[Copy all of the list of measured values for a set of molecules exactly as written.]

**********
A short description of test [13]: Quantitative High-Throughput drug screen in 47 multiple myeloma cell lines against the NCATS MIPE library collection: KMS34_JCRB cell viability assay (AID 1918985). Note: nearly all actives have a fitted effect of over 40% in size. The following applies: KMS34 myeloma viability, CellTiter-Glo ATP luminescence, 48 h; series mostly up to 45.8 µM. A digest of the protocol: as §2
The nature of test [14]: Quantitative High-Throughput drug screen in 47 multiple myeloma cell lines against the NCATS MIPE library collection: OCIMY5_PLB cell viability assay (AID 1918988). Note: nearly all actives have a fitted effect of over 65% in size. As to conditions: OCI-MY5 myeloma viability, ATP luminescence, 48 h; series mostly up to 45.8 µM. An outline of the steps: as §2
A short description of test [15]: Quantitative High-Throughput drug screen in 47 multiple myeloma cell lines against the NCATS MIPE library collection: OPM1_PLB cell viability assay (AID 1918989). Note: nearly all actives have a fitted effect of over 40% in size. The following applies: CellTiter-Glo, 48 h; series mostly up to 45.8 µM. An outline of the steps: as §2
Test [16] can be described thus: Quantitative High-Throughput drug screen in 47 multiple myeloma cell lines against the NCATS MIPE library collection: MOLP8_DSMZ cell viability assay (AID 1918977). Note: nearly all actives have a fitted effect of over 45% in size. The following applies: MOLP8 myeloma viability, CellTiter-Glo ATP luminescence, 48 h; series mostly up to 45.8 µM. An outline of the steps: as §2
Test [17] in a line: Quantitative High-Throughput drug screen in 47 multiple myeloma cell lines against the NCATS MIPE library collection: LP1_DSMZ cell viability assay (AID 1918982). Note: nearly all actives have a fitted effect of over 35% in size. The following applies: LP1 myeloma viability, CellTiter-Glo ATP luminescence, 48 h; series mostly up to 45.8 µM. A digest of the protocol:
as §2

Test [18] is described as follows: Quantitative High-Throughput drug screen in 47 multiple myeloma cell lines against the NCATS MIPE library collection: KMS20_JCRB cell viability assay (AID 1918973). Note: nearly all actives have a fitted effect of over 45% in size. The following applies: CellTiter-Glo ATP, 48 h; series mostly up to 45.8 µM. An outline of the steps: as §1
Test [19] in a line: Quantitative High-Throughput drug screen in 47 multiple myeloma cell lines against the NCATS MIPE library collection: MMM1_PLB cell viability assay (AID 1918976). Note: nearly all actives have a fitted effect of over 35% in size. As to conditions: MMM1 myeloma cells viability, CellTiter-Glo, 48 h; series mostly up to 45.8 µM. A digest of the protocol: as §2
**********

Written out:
A short description of test [13]: Quantitative High-Throughput drug screen in 47 multiple myeloma cell lines against the NCATS MIPE library collection: KMS34_JCRB cell viability assay (AID 1918985). Note: nearly all actives have a fitted effect of over 40% in size. The following applies: KMS34 myeloma viability, CellTiter-Glo ATP luminescence, 48 h; series mostly up to 45.8 µM. A digest of the protocol: as §2
The nature of test [14]: Quantitative High-Throughput drug screen in 47 multiple myeloma cell lines against the NCATS MIPE library collection: OCIMY5_PLB cell viability assay (AID 1918988). Note: nearly all actives have a fitted effect of over 65% in size. As to conditions: OCI-MY5 myeloma viability, ATP luminescence, 48 h; series mostly up to 45.8 µM. An outline of the steps: as §2
A short description of test [15]: Quantitative High-Throughput drug screen in 47 multiple myeloma cell lines against the NCATS MIPE library collection: OPM1_PLB cell viability assay (AID 1918989). Note: nearly all actives have a fitted effect of over 40% in size. The following applies: CellTiter-Glo, 48 h; series mostly up to 45.8 µM. An outline of the steps: as §2
Test [16] can be described thus: Quantitative High-Throughput drug screen in 47 multiple myeloma cell lines against the NCATS MIPE library collection: MOLP8_DSMZ cell viability assay (AID 1918977). Note: nearly all actives have a fitted effect of over 45% in size. The following applies: MOLP8 myeloma viability, CellTiter-Glo ATP luminescence, 48 h; series mostly up to 45.8 µM. An outline of the steps: as §2
Test [17] in a line: Quantitative High-Throughput drug screen in 47 multiple myeloma cell lines against the NCATS MIPE library collection: LP1_DSMZ cell viability assay (AID 1918982). Note: nearly all actives have a fitted effect of over 35% in size. The following applies: LP1 myeloma viability, CellTiter-Glo ATP luminescence, 48 h; series mostly up to 45.8 µM. A digest of the protocol:
as §2

Test [18] is described as follows: Quantitative High-Throughput drug screen in 47 multiple myeloma cell lines against the NCATS MIPE library collection: KMS20_JCRB cell viability assay (AID 1918973). Note: nearly all actives have a fitted effect of over 45% in size. The following applies: CellTiter-Glo ATP, 48 h; series mostly up to 45.8 µM. An outline of the steps: as §1
Test [19] in a line: Quantitative High-Throughput drug screen in 47 multiple myeloma cell lines against the NCATS MIPE library collection: MMM1_PLB cell viability assay (AID 1918976). Note: nearly all actives have a fitted effect of over 35% in size. As to conditions: MMM1 myeloma cells viability, CellTiter-Glo, 48 h; series mostly up to 45.8 µM. A digest of the protocol: as §2